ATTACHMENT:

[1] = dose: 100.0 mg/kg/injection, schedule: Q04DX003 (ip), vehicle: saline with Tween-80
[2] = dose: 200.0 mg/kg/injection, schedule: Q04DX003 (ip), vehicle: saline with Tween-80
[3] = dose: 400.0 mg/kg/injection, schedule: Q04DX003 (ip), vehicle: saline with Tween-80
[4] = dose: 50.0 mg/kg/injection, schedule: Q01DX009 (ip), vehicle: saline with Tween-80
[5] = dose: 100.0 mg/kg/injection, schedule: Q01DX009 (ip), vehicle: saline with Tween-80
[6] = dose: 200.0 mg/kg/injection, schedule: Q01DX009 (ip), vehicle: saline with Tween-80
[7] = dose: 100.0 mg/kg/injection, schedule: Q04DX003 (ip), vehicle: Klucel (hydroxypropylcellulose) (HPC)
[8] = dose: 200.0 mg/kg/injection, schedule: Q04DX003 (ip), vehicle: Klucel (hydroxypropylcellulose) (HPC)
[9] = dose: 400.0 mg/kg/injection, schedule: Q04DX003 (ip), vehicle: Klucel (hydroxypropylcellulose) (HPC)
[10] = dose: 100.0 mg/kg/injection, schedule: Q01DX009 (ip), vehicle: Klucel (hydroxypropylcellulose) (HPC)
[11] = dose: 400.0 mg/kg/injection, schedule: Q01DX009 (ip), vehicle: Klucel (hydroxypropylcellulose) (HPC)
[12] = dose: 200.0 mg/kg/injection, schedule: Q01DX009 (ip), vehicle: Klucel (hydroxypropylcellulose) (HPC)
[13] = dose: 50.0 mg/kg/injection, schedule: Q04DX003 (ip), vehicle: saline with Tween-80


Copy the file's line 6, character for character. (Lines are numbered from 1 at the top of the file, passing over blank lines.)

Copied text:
[6] = dose: 200.0 mg/kg/injection, schedule: Q01DX009 (ip), vehicle: saline with Tween-80